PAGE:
After all, it's called the "Garden State" for a reason. Your mouth may water just by thinking about some fresh Jersey corn.

19. You'll regret taking advantage of your proximity to everything.

Super short ride to the beach and a super short ride to Philly or NYC. Why was I ever bored?

20. Lastly, you realize how much pride you actually have in the "armpit of America," even if you claimed to dislike it before.

After all, there aren't many places with quite as much pride. You find yourself defending your state at all necessary moments, even if you never thought that would be the case.

Cover Image Credit: Travel Channel

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The Political Strategy Of Nonviolent Direct Action Revolutionized The Civil Rights Movement

Boycotts, marches and sit-ins were used along with legal action in order to achieve racial equality.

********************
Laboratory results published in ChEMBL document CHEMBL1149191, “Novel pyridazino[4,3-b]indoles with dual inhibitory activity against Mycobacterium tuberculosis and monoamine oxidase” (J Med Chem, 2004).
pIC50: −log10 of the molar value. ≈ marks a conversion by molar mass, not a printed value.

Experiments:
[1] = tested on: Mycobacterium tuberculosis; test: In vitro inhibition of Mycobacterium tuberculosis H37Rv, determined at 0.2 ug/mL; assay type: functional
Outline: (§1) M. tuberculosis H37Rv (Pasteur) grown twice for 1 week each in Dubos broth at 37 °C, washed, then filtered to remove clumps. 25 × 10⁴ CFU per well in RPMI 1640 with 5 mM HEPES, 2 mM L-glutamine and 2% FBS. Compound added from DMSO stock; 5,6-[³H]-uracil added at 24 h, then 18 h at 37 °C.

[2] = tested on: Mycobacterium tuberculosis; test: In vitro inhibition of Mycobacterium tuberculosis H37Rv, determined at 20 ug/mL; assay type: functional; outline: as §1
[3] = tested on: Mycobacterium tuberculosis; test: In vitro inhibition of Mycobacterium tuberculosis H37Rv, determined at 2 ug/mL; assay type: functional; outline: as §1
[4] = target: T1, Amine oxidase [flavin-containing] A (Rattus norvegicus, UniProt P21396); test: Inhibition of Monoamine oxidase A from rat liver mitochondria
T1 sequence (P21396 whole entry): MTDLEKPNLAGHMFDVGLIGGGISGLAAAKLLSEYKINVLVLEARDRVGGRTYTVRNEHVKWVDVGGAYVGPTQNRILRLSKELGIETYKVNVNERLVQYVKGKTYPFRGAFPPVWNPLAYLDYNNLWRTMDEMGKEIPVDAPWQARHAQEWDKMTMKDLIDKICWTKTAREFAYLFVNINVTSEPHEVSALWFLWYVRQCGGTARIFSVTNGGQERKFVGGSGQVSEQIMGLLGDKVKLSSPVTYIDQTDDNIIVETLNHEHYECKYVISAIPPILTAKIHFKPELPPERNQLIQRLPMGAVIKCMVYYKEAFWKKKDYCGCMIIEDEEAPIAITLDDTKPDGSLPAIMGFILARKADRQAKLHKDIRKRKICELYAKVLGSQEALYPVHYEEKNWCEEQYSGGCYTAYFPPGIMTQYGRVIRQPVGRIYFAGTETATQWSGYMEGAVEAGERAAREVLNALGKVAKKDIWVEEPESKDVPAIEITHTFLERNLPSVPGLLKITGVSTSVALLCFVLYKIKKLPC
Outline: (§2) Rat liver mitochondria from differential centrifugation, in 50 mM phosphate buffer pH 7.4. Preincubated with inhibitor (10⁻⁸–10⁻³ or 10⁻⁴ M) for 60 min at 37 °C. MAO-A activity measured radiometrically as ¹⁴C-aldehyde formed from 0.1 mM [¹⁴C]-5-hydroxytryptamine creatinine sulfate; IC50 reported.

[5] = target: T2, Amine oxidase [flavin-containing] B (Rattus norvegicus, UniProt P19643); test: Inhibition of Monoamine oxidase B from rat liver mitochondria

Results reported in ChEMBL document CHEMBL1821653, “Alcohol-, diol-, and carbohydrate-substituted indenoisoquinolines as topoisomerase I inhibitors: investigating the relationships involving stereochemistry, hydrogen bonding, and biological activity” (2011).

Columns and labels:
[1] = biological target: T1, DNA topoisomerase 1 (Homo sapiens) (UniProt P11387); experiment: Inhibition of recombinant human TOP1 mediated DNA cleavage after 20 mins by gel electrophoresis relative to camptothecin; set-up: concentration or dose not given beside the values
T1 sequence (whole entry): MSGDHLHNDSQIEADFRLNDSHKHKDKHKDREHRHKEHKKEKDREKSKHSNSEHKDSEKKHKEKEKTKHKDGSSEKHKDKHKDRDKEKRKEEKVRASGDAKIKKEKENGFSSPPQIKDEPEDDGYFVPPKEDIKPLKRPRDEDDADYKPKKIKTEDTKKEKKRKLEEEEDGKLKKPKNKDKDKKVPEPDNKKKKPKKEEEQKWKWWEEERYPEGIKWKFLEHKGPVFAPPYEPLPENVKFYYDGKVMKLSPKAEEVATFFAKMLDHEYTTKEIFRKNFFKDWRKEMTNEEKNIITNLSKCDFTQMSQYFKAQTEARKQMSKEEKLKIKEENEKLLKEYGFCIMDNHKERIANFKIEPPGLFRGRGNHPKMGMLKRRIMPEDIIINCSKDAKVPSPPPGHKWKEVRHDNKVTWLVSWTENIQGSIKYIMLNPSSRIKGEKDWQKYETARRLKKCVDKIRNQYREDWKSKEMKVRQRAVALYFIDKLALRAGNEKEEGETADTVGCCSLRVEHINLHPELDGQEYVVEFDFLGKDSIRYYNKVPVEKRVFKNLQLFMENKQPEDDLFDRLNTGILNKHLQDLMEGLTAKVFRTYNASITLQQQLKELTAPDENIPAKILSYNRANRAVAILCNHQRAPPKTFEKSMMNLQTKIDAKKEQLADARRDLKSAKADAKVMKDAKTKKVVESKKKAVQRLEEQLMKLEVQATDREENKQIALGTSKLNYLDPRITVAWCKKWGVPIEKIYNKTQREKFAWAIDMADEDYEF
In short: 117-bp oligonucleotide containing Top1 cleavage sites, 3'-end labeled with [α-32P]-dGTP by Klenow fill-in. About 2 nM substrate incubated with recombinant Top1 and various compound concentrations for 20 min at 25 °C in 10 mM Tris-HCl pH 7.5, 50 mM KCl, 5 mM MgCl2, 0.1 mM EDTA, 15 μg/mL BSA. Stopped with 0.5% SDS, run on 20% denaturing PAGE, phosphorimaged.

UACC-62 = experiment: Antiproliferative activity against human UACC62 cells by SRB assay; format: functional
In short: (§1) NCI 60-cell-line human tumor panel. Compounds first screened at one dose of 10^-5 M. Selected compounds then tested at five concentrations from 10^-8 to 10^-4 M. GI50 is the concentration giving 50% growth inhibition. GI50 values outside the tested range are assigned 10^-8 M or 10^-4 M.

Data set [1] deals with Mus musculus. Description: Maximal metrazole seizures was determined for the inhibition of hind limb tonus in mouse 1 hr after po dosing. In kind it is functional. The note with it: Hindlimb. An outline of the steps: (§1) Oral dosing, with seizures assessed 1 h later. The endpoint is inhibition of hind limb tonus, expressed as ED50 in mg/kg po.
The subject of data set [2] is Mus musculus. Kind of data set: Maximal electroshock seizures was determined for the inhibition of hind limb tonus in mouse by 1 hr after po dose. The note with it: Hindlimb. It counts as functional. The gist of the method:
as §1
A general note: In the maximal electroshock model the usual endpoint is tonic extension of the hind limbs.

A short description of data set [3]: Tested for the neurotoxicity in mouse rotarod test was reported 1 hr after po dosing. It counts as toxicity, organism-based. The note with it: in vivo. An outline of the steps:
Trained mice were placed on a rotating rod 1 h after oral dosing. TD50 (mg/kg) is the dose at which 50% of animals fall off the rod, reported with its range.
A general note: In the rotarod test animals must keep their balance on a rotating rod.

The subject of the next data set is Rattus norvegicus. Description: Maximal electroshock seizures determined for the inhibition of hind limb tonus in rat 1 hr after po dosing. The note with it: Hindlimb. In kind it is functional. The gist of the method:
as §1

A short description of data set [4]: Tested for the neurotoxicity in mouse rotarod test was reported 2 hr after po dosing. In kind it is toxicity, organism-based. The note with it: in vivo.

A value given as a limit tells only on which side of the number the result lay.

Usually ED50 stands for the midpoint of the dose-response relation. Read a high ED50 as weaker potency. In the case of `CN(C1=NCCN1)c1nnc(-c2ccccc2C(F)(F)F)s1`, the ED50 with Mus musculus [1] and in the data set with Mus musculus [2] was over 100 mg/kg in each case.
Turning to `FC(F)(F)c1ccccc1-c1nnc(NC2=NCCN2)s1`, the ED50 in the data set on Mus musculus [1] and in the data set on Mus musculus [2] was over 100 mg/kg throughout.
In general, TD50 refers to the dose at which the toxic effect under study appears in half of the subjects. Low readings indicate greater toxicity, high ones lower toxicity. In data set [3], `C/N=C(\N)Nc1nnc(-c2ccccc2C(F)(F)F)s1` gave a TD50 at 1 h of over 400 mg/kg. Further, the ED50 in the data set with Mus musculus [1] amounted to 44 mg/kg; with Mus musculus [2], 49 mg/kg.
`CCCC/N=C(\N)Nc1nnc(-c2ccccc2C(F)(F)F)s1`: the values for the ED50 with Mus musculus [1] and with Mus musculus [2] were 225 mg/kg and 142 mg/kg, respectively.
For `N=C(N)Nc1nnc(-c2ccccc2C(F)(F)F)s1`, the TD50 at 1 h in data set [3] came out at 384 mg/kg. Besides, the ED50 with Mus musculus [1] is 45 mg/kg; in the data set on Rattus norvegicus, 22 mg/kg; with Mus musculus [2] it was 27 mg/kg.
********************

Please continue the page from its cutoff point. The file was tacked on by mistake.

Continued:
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Although the Emancipation Proclamation attempted to end slavery in southern states, it wasn’t until 1865 that African Americans were freed from the shackles of slavery under the 13th Amendment. Despite the passage of other Reconstruction Amendments, African Americans failed to prosper in society due to the emergence of labor systems like sharecropping and racial segregation such as Jim Crow laws.

Plessy v. Ferguson reaffirmed the status of African Americans by upholding “separate but equal” racial segregation in schools, hospitals, buses, etc. During the 1950s and 1960s, civil rights leaders and organizations like Martin Luther King Jr. and the National Association for the Advancement of Colored People (NAACP) utilized forms of nonviolent direct action such as boycotts, marches and sit-ins along with legal action and the media in order to end segregation and facilitate social progress.